Those of us who call for full recognition of gay and lesbian persons within the Christian communion find ourselves in a position similar to that of the early abolitionists. We are fully aware of the weight of scriptural evidence pointing away from our position.

To justify our resolve, we invoke the basic Pauline principle that the Spirit gives life but the letter kills (2 Corinthians 3:6). And if the letter of Scripture cannot find room for the activity of the living God in the transformation of human lives, then trust and obedience must be paid to the living God rather than to the words of Scripture.

Paul struggled mightily! Ultimately he recognized he could not force the God of Jesus Christ into the framework of his community’s previous understanding of what it means to be a people in covenant relationship with God. Instead, he called others to reread and reinterpret all of their Scripture with new eyes and a transformed heart. We too journey to Damascus and are at times startled to recognize Christ in those we previously rejected if not persecuted.

Quite simply, we would not revere the New Testament as sacred if the first believers had not been willing to obey the living God disclosed in their own stories and experiences more than the prescriptions contained in their sacred texts —writings we, as did they, cherish as holy and inspired by God.

It is extraordinarily important, as well, that we who assert convictions based on the graced experience of our lives not just accept “cheap” or “easy” grace – as if whatever feels good is morally acceptable. What grounds our Scriptural defense is our own lived experience of those profound stories of bondage and freedom, longing and love, shared by thousands of persons over many centuries and across many cultures, that help define us as human.

Our obligation, therefore, is to name what constitutes virtue and vice in sexual behavior. A good start would be applying the same criteria on both sides. If porneia among heterosexuals includes promiscuity, violence and exploitation, then the church must condemn similar forms of homosexual activity. Similarly, if holiness among heterosexuals includes fidelity, chastity, modesty, and fruitfulness, we should celebrate and praise the same virtues whenever and wherever present in same-sex love.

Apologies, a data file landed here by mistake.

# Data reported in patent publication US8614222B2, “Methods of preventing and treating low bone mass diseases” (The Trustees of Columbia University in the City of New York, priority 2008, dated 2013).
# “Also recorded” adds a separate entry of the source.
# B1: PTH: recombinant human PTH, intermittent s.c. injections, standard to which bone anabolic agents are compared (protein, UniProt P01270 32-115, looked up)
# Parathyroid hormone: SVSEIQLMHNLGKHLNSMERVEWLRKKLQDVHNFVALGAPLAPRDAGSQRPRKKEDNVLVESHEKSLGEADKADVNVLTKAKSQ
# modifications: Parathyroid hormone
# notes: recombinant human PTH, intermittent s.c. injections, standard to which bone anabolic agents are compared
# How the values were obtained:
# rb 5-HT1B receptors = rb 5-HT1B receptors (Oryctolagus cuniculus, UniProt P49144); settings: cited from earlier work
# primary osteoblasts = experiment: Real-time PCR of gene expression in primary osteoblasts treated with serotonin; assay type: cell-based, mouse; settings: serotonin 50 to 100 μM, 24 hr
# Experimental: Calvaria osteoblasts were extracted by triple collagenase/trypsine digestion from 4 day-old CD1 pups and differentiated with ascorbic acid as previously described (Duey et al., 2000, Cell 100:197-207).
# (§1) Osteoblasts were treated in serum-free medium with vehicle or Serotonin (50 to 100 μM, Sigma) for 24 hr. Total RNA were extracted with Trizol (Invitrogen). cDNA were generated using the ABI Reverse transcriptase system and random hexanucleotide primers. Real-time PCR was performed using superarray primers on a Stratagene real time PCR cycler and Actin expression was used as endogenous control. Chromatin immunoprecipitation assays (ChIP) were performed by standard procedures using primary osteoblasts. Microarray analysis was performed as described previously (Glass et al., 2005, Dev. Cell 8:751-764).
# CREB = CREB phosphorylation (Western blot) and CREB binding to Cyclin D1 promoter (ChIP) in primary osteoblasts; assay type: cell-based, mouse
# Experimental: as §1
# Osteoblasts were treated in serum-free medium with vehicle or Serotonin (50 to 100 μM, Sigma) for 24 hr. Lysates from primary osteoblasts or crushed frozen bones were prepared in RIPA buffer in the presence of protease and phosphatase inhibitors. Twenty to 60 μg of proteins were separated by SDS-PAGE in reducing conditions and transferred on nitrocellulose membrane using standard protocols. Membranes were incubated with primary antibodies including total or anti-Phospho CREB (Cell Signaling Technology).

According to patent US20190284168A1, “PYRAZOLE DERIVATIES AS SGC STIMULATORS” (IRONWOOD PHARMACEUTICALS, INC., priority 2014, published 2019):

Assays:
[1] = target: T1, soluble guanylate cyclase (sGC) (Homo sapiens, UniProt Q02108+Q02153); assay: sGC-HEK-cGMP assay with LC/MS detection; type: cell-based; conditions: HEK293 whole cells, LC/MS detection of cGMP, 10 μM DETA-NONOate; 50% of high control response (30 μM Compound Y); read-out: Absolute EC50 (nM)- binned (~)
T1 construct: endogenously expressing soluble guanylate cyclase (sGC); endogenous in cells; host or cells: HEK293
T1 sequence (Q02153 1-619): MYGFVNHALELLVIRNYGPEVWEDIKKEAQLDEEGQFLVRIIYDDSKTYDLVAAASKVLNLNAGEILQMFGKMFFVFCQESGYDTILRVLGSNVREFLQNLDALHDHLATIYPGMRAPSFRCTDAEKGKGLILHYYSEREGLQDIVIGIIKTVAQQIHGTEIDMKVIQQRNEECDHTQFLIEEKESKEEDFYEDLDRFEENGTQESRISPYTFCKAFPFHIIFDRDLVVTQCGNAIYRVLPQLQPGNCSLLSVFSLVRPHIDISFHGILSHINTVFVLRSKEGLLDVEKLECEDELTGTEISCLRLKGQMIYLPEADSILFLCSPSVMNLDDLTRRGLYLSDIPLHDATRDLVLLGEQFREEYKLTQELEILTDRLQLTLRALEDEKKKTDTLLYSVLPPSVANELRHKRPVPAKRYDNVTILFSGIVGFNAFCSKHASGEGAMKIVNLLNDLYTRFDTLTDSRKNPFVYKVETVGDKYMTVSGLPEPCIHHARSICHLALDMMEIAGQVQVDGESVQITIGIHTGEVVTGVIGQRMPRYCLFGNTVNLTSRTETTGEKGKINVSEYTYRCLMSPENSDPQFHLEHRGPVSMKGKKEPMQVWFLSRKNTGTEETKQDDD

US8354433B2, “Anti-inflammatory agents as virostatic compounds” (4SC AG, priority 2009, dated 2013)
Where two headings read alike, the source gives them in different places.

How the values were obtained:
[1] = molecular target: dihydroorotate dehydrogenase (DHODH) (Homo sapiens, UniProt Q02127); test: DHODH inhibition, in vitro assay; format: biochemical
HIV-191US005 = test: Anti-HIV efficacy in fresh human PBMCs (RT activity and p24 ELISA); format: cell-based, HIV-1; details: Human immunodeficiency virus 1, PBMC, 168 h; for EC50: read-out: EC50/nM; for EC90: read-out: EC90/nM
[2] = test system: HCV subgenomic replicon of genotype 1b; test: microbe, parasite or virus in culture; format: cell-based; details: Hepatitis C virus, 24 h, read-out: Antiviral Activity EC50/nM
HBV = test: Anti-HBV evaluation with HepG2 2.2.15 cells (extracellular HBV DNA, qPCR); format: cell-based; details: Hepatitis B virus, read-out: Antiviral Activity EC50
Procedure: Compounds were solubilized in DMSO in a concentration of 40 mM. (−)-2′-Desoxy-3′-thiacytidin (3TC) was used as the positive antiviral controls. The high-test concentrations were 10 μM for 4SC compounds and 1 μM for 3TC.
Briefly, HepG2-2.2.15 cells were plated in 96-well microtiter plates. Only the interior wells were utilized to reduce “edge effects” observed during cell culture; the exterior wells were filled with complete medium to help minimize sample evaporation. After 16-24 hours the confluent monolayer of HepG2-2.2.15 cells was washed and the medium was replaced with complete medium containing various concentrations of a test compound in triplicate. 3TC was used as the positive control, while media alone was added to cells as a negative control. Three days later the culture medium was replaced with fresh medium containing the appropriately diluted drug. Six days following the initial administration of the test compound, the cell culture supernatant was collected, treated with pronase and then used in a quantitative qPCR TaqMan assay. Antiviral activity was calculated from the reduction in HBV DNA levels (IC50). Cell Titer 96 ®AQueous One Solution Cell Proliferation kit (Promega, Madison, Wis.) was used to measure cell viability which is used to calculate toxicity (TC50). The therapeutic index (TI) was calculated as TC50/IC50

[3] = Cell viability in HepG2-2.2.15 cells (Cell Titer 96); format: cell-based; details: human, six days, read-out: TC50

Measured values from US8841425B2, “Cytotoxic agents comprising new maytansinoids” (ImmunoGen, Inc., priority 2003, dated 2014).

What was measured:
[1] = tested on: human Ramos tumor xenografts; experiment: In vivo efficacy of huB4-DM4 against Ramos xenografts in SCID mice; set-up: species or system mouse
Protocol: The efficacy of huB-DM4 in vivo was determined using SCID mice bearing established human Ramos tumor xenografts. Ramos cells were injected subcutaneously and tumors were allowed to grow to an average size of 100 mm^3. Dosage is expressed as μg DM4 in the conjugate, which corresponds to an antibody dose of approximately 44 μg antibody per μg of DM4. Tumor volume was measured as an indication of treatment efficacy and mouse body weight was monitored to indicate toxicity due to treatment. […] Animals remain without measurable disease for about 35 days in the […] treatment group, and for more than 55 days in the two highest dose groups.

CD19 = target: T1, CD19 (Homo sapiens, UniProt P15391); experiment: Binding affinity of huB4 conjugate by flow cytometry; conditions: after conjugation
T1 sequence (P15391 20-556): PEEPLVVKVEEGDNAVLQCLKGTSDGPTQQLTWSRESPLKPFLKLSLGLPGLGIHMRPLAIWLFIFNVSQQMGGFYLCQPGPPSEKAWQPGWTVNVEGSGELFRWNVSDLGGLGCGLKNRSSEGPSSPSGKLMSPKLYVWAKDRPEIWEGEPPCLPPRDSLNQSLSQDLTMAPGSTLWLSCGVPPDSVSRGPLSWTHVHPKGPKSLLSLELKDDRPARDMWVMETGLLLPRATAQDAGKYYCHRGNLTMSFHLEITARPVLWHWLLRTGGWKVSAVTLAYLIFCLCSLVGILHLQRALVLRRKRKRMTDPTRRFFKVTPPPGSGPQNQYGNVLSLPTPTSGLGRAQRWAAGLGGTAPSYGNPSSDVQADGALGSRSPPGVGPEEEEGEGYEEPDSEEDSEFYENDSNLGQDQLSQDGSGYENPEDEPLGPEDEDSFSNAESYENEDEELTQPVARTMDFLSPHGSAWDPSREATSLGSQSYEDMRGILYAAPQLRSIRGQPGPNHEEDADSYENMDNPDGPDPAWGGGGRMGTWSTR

The creative, redemptive work of our living God never ceases. The Spirit blows as and where she will. As people and as the People of God, we continue to be shaped as imagio Dei every day of our lives in ways that can surprise and even shock us. This fact cuts to the deepest truth revealed by Scripture itself—namely, that God does create the world anew at every moment, does call into being that which is not, and does raise the dead to new and greater forms of life.

In this perennial struggle to come to the fullness of faith, brave witnesses like Paul refused to force their experience of the Risen One into the “old wineskins” of any dogmatic or literal understanding of Scripture. Instead, they followed the invitation to give witness to Christ alive among them. In the light of that experience, they began to reread and reinterpret all of their Scripture as prophecy that reveals God in ways they had not perceived before—and could not have perceived before.

In short, we would not have the New Testament as Scripture if the first believers had not been willing to obey the living God disclosed in their own bodies more than the precedents provided by their most cherished writings—writings we also, by the way, consider holy and inspired by God.

Jesus reserves his harshest judgment for the Pharisees’ willful narrowing of God’s initiative and intentions. They obstinately clung to their own sense of righteousness rather than acknowledging God’s prerogative and propensity to work in ways their moral categories could not contain. In this we see that human history truly does reveal salvation history!

Yes, much has changed in the last twelve years. Much more needs to change – and this by God’s design and initiative. This Sunday morning I don’t know if I will be at the parade or at church. It will come down to how the Spirit moves me!  My hunch is I will be in the pew at Christ the King Catholic Church.

In any case, let’s all celebrate where we’ve been, where we’ve come  and where we’re headed — with parades and in our churches. Happy Pride!
______________________
This reflection is largely an edit and synopsis of Luke Timothy Johnson’s superb essay, “Homosexuality & The Church: Scripture and Experience” that first appeared in the June 11, 2007 issue of Commonweal magazine. In writing, I made the judgment that extensive citations and quotations would be distracting. Nevertheless, I must express my esteem for and indebtedness to Professor Johnson. I enthusiastically encourage you to read his more extensive and compelling essay [here].